Nurses with U of M health system march for fair contracts

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They say the reasons they wear red: Patients, safety, integrity, solidarity.

Nurses at the "U of M Health System" showed up in force in Ann Arbor seeking what they believe is a fair contract.

"We're showing the university our solidarity that we're not going to accept an unfair contract," John Armelagos said.

Leaders say they want enough nurses on each shift, on each floor, and they want it written into their next deal.

"It's not just about the money sir, It’s about good patient care," he said.

The president of the Michigan Nurses Association among the group that marched, rallied and advocated. 

"I've spent more time in a hospital room in the last 3 years with the man that I love John Dingle and I know that the nurses, they saved his life and I will never forget that,” Debbie Dingell said.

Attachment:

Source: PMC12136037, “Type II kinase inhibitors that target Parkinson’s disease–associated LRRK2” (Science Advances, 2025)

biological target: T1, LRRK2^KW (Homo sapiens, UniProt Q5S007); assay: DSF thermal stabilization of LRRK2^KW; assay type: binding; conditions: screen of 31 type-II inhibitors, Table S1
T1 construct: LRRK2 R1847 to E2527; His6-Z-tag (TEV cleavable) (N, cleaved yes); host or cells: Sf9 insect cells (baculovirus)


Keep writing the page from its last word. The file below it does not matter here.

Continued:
Political leaders, members of the University of Michigan Professional Nurses Council and supporters thinking about their battle and the one they see elsewhere.

"It’s a fight we’re all having, a fight we're all struggling for," Beth Sherfield said.

"We need adequate numbers of nurses to make sure that patients get the care that they need."

Union rep says there are about six thousand nurses in the U of M health system and their collective bargaining agreement expired on June 30th, so for them the time is now. 

"Most people come into nursing because we care about patients, we want to give back, we care for people's family members when they can't care for them."

A spokeswoman for Michigan Medicine says the university has negotiated in good faith and offered the nurses a “compensation package that included competitive across the board increases of at least 3%,” adding that the university has committed to keeping staff levels where they say are best in the state.